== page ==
Verizon Technician Is Accused of Selling Customers' Call Records and Location Data To Private Investigator (ap.org) 47

A former Verizon technician who worked in Alabama is being accused of selling customers' private call records and location data to an unnamed private investigator. Authorities said the data was sold for more than four years, from 2009 to 2014. The Associated Press reports: [Daniel Eugene Traeger] logged into one Verizon computer system to gain access to customers' call records, authorities said. He used another company system known as Real Time Tool to "ping" cellphones on Verizon's network to get locations of the devices, according to the plea agreement. He then compiled the data in spreadsheets, which he sent to the private investigator for years, the court records show. "Between April 2009 and January 2014, the defendant was paid more than $10,000 in exchange for his provision of confidential customer information and cellular location data to the PL, an unauthorized third party," court records state. Though Traeger was based in the Birmingham area, the court records do not indicate whether the information that was sold involved Verizon Wireless customers in Alabama or elsewhere. He faces up to five years in prison, but prosecutors are recommending a lesser sentence since he accepted responsibility, according to terms of the plea agreement.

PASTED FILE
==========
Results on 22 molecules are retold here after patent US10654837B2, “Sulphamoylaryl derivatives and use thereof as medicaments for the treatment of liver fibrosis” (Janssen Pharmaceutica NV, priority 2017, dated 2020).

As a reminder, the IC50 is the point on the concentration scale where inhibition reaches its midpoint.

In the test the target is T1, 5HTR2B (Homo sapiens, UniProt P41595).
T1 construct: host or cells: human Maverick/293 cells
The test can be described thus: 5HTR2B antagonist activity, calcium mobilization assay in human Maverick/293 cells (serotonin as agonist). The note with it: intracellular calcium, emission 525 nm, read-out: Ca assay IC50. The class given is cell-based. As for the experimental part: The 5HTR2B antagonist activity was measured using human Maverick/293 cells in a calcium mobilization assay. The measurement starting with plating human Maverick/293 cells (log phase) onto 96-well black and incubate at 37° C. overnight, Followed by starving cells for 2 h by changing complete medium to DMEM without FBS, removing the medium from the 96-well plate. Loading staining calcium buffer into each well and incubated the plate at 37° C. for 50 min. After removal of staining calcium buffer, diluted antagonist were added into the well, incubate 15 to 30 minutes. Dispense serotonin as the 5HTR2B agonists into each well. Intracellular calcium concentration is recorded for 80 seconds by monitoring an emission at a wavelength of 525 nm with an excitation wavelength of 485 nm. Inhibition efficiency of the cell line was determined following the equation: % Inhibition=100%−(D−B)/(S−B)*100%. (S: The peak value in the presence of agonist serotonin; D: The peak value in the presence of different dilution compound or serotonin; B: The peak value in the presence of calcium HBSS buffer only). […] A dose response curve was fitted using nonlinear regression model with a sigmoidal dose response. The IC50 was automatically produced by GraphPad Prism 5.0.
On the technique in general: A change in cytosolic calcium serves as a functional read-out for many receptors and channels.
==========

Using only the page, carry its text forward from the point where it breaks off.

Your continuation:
HP

HP To Issue 'Optional Firmware Update' Allowing 3rd-Party Ink (arstechnica.com) 71